We built the $150 Xbox 360 made of Lego-like Mega bricks

Have I mentioned recently that I have the best job in the world? This week, I spent three and a half hours building an Xbox 360 out of Mega Bloks, the Lego-like bricks produced by Mattel.

In September, we brought you word that Target would exclusively sell a brick-built $150 Xbox 360 replica, complete with a gamepad, internal Easter eggs, and a “copy” of Halo 3.

Now, ahead of an October 8th debut, I’ve built the thing, snapped some hasty photos, and shot a little basic video:

It’s a slick set that absolutely captures the essence of the console — even if it might not live up to The Lego Group’s exacting standards when it comes to build quality.

Mattel starts you off with an appetizer — the Xbox 360 Wireless Gamepad — and it perfectly illustrates what the entire build is like.

Pros: Mattel nails the overall profile, turns the iconic guide button, joysticks, and (terrible) D-pad into perfect-match custom parts, and lights it up with a button-battery powered light brick that glows for eight seconds after you tap the guide button.

The joysticks have soft, flexible rubber stems that let you move them around, too. Every part with letters is printed — unlike many Lego sets, there’s not a single sticker in the entire box.

I also love that the controller “doesn’t have power” when you remove its battery because that’s where the light brick is installed! Each trigger and bumper is printed, the sync button is printed, the charge-and-play port is printed, and there’s even a printed headset jack on the bottom.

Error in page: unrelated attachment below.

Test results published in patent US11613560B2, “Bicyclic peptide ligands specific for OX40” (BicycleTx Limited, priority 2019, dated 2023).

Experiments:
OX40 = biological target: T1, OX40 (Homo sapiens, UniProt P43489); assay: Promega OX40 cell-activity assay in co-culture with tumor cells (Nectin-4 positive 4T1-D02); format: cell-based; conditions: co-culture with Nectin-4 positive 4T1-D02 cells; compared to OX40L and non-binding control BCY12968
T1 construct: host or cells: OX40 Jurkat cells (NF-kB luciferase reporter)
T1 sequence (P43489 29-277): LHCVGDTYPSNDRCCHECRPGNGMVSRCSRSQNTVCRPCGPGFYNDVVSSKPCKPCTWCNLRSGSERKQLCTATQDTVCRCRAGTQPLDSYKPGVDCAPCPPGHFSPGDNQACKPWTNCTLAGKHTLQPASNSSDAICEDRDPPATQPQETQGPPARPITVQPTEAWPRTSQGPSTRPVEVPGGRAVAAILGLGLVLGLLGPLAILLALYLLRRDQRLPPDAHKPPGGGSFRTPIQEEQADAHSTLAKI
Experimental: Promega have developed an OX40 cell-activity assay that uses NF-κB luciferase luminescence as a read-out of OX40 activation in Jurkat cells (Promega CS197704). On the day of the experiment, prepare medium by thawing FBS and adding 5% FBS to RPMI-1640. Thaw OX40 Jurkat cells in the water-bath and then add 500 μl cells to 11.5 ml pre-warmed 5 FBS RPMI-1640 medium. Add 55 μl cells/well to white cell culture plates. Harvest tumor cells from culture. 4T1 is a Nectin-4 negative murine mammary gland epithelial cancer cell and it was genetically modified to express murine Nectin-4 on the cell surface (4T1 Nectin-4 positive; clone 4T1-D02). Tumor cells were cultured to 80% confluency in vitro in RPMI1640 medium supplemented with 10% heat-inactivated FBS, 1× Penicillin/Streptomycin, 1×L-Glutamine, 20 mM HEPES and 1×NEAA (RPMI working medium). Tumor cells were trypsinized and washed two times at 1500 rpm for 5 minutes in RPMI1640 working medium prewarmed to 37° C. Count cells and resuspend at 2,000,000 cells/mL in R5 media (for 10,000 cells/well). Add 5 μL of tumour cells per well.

Cons: The printing quality is pretty hit-and-miss. The letters don’t line up perfectly for the legends above the “Back” and “Start” buttons. The “X” and “Y” aren’t centered on their corresponding face buttons. Some pieces, like the D-pad and the triggers, are flimsily attached by a single stud underneath — my D-pad has fallen off four times already when I’ve bumped it.

I don’t envy the designer who had to capture the Xbox 360’s subtle curves in brick form, and I’m a bit in awe. So many of them are spot on.

But there are also plenty of places Mattel’s blocks don’t line up with one another — sometimes because the bricks aren’t shaped for purpose and sometimes due to imperfections on the assembly line. An extra bit of plastic here, a misprint there; my Xbox power button‘s etched power logo is oh so slightly rotated wrong.

Compared to my “Jasper” Xbox 360 Elite, the best 360 ever made. The brick disc drive slot replicates the shiny chrome. Neither it nor memory card or USB slots open on the brick version, though.

Mattel covers the Xbox 360 in so, so very many white tiles, and when I squint, it looks great! With them open, I see loads of gaps because the tiles were impossible to all line up.

It’d be quite an effort even if they were all printed correctly, partly because the inconsistent clutch power of Mega Bloks’ studs makes it hard to seat them all flush. But also, many of my “air vent holes” were slightly misprinted, with the black dots too high or too low compared to one another.

Glad they could replicate the four feet for lying it down horizontally.

You get proper chrome on the HDD logo, too. What capacity, though, I wonder?

The back of the console is arguably the most faithful part — I really love the simple execution of the recessed ports — but still, a bunch of mismatched black dots for the vent holes. They’re so close; I really wonder why they didn’t follow through!

You won’t find my Elite’s HDMI port on the brick version, but that’s surely intentional — the original Xbox 360 didn’t ship with one.

a:hover]:shadow-highlight-franklin dark:[&>a:hover]:shadow-highlight-franklin [&>a]:shadow-underline-black dark:[&>a]:shadow-underline-white”>Inside the console

Here’s where things get really neat — if you lift off the removable hard drive and press a green button, it’ll pop open a panel so you can peek inside.

I’ll let the images tell the story:

Press to pop open — though you’ll still need to pry.

The first panel exposes the “disc drive” and a big Xbox logo that glows green for a few seconds after you press. Yes, the disc spindle is not centered, despite Mattel’s marketing images showing otherwise...